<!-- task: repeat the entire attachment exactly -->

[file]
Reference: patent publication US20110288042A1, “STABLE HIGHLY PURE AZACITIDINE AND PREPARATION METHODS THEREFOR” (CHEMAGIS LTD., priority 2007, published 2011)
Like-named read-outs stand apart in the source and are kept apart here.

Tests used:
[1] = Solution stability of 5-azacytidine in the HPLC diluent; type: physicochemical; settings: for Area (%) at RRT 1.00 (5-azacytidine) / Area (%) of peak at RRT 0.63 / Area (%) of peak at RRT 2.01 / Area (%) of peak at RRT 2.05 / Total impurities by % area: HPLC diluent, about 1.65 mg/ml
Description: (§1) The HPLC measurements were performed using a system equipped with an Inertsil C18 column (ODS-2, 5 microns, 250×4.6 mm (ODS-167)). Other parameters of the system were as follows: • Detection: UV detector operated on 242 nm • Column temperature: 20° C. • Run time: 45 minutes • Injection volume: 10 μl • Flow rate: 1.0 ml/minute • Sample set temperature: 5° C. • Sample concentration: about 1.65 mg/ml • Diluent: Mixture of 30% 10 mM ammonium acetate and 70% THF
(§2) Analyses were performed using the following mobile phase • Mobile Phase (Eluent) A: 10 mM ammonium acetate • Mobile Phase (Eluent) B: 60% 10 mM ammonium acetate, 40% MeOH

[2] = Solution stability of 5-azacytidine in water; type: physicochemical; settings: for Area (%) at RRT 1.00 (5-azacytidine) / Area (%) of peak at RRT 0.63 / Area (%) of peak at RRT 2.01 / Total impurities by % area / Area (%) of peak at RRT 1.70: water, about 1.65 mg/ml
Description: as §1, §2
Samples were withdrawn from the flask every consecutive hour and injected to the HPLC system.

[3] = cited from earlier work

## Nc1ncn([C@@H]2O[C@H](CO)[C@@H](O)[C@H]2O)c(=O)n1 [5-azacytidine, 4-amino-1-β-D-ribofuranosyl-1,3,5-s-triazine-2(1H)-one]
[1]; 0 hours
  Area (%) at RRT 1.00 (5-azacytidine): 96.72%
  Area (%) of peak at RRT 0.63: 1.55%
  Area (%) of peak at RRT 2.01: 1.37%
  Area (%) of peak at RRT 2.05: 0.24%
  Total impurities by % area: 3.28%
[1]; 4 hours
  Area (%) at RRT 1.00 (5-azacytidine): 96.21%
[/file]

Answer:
Reference: patent publication US20110288042A1, “STABLE HIGHLY PURE AZACITIDINE AND PREPARATION METHODS THEREFOR” (CHEMAGIS LTD., priority 2007, published 2011)
Like-named read-outs stand apart in the source and are kept apart here.

Tests used:
[1] = Solution stability of 5-azacytidine in the HPLC diluent; type: physicochemical; settings: for Area (%) at RRT 1.00 (5-azacytidine) / Area (%) of peak at RRT 0.63 / Area (%) of peak at RRT 2.01 / Area (%) of peak at RRT 2.05 / Total impurities by % area: HPLC diluent, about 1.65 mg/ml
Description: (§1) The HPLC measurements were performed using a system equipped with an Inertsil C18 column (ODS-2, 5 microns, 250×4.6 mm (ODS-167)). Other parameters of the system were as follows: • Detection: UV detector operated on 242 nm • Column temperature: 20° C. • Run time: 45 minutes • Injection volume: 10 μl • Flow rate: 1.0 ml/minute • Sample set temperature: 5° C. • Sample concentration: about 1.65 mg/ml • Diluent: Mixture of 30% 10 mM ammonium acetate and 70% THF
(§2) Analyses were performed using the following mobile phase • Mobile Phase (Eluent) A: 10 mM ammonium acetate • Mobile Phase (Eluent) B: 60% 10 mM ammonium acetate, 40% MeOH

[2] = Solution stability of 5-azacytidine in water; type: physicochemical; settings: for Area (%) at RRT 1.00 (5-azacytidine) / Area (%) of peak at RRT 0.63 / Area (%) of peak at RRT 2.01 / Total impurities by % area / Area (%) of peak at RRT 1.70: water, about 1.65 mg/ml
Description: as §1, §2
Samples were withdrawn from the flask every consecutive hour and injected to the HPLC system.

[3] = cited from earlier work

## Nc1ncn([C@@H]2O[C@H](CO)[C@@H](O)[C@H]2O)c(=O)n1 [5-azacytidine, 4-amino-1-β-D-ribofuranosyl-1,3,5-s-triazine-2(1H)-one]
[1]; 0 hours
  Area (%) at RRT 1.00 (5-azacytidine): 96.72%
  Area (%) of peak at RRT 0.63: 1.55%
  Area (%) of peak at RRT 2.01: 1.37%
  Area (%) of peak at RRT 2.05: 0.24%
  Total impurities by % area: 3.28%
[1]; 4 hours
  Area (%) at RRT 1.00 (5-azacytidine): 96.21%